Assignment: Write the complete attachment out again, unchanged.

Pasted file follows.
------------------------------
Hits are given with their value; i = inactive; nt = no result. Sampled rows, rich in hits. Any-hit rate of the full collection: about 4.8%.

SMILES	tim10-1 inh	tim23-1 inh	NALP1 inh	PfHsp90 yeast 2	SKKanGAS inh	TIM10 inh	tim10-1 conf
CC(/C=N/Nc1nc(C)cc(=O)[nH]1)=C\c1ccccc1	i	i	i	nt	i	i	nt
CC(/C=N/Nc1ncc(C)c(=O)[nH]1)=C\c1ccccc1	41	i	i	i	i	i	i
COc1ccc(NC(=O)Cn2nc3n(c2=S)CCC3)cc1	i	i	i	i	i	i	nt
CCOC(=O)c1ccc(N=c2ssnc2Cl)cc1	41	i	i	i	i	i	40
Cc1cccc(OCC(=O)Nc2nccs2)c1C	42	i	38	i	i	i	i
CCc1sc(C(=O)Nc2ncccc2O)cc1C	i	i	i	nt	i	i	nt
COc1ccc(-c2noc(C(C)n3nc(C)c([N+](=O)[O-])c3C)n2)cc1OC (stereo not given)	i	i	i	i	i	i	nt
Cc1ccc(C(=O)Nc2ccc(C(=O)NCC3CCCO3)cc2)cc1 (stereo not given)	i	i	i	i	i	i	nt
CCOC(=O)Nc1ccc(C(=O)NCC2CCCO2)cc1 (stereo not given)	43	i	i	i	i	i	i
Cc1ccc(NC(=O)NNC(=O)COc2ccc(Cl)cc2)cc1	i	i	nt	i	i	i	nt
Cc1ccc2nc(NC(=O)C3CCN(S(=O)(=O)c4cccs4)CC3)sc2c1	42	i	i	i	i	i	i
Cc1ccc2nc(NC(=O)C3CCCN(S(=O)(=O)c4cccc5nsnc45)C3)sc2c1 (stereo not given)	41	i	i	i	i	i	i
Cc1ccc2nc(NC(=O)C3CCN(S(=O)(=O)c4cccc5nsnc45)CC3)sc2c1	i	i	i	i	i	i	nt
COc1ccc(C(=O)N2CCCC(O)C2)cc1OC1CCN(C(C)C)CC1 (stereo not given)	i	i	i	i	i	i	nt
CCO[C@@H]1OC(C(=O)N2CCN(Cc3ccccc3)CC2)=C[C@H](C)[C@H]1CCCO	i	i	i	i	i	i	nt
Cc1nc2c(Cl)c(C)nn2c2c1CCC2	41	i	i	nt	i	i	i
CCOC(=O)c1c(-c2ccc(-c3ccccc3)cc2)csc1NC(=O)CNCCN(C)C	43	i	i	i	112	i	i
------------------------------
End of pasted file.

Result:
Hits are given with their value; i = inactive; nt = no result. Sampled rows, rich in hits. Any-hit rate of the full collection: about 4.8%.

SMILES	tim10-1 inh	tim23-1 inh	NALP1 inh	PfHsp90 yeast 2	SKKanGAS inh	TIM10 inh	tim10-1 conf
CC(/C=N/Nc1nc(C)cc(=O)[nH]1)=C\c1ccccc1	i	i	i	nt	i	i	nt
CC(/C=N/Nc1ncc(C)c(=O)[nH]1)=C\c1ccccc1	41	i	i	i	i	i	i
COc1ccc(NC(=O)Cn2nc3n(c2=S)CCC3)cc1	i	i	i	i	i	i	nt
CCOC(=O)c1ccc(N=c2ssnc2Cl)cc1	41	i	i	i	i	i	40
Cc1cccc(OCC(=O)Nc2nccs2)c1C	42	i	38	i	i	i	i
CCc1sc(C(=O)Nc2ncccc2O)cc1C	i	i	i	nt	i	i	nt
COc1ccc(-c2noc(C(C)n3nc(C)c([N+](=O)[O-])c3C)n2)cc1OC (stereo not given)	i	i	i	i	i	i	nt
Cc1ccc(C(=O)Nc2ccc(C(=O)NCC3CCCO3)cc2)cc1 (stereo not given)	i	i	i	i	i	i	nt
CCOC(=O)Nc1ccc(C(=O)NCC2CCCO2)cc1 (stereo not given)	43	i	i	i	i	i	i
Cc1ccc(NC(=O)NNC(=O)COc2ccc(Cl)cc2)cc1	i	i	nt	i	i	i	nt
Cc1ccc2nc(NC(=O)C3CCN(S(=O)(=O)c4cccs4)CC3)sc2c1	42	i	i	i	i	i	i
Cc1ccc2nc(NC(=O)C3CCCN(S(=O)(=O)c4cccc5nsnc45)C3)sc2c1 (stereo not given)	41	i	i	i	i	i	i
Cc1ccc2nc(NC(=O)C3CCN(S(=O)(=O)c4cccc5nsnc45)CC3)sc2c1	i	i	i	i	i	i	nt
COc1ccc(C(=O)N2CCCC(O)C2)cc1OC1CCN(C(C)C)CC1 (stereo not given)	i	i	i	i	i	i	nt
CCO[C@@H]1OC(C(=O)N2CCN(Cc3ccccc3)CC2)=C[C@H](C)[C@H]1CCCO	i	i	i	i	i	i	nt
Cc1nc2c(Cl)c(C)nn2c2c1CCC2	41	i	i	nt	i	i	i
CCOC(=O)c1c(-c2ccc(-c3ccccc3)cc2)csc1NC(=O)CNCCN(C)C	43	i	i	i	112	i	i